1. Český Krumlov - This small town in South Bohemia has been well and truly discovered by the tourist crowds, but don't let that put you off; an evening stroll through the river-encircled old town and castle area is simply stunning, an unmissable experience on a visit to the Czech Republic. The fastest way to get there from Prague is by bus with the company called Student Agency; the bus takes almost three hours and departs from the small bus terminal outside Anděl metro station. Book ahead in summer as the route is very popular. Travelling there by train takes longer (3 hours 30 minutes) and requires a change of trains in the city of České Budějovice.
2. Karlovy Vary - The biggest of the Bohemian spa towns, Karlovy Vary's pastel and cream-coloured buildings line the sides of a deep forested river valley with a series of mineral water springs dotted throughout. The rugged surrounding landscape adds greatly to the ambiance, and a walk along the trails on the hillsides above the town provides memorable views of the town centre. Buses from Prague's central bus terminal (Florenc) take 2 hours and 15 minutes, while direct trains take 3 hours and 15 minutes.
3. Telč - A perfect medieval square of arcaded buildings with brightly painted facades makes this one of the most appealing towns in the country. Its UNESCO heritage site status draws visitors, but thankfully Telč's location far from major cities and railway corridors has prevented it from becoming a mainstream tourism destination. The fastest way to get there from Prague is by bus from Florenc station with a change of buses in the city of Jihlava (almost 3 hours for the total journey).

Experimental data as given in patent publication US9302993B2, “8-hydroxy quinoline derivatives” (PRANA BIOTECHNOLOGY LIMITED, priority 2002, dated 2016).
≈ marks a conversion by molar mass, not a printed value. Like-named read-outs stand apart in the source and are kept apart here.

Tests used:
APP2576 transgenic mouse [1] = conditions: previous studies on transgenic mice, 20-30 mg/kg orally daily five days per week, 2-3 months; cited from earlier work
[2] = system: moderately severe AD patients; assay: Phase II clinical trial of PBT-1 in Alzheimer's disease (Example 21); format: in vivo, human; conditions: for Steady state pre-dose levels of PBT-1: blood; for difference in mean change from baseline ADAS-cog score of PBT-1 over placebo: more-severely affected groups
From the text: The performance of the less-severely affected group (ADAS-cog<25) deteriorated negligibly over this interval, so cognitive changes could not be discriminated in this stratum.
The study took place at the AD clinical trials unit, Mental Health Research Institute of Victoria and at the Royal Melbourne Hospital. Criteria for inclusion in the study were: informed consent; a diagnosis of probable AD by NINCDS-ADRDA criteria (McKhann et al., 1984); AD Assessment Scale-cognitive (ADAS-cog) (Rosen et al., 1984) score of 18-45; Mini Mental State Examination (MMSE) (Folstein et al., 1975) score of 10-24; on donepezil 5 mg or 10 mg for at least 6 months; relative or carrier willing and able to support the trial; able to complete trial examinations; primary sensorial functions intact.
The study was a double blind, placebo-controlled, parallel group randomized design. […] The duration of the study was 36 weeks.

4. Loket - This small hilltop town surrounding a castle on the summit seems almost too picturesque to be real, and gives Český Krumlov some stiff competition for the title of most beautiful town in Bohemia. The town's proximity to Karlovy Vary ensures a steady flow of tourists, but it still retains a quiet atmosphere for most of the year. The fastest way to get there is by bus from Prague's Florenc station, with a change of buses in Karlovy Vary (about 3 hours for the full journey).
5. Mariánské Lázně - A Bohemian spa town which draws visitors with its healing waters and grandiose 19th-century architecture. Once the playground of European royalty, today the town still retains an air of its former glamour. The most convenient way to travel there from Prague is by direct train, taking 3 hours.
6. Slavonice - This small town on the Austrian border boasts an exceptional collection of sgraffito-covered facades in its two main squares. Visitors to nearby Telč should make the effort to see Slavonice as well, as the architectural style is distinctly different and equally as visually impressive. Buses from Prague's Florenc station take a little over 3 hours to reach Slavonice.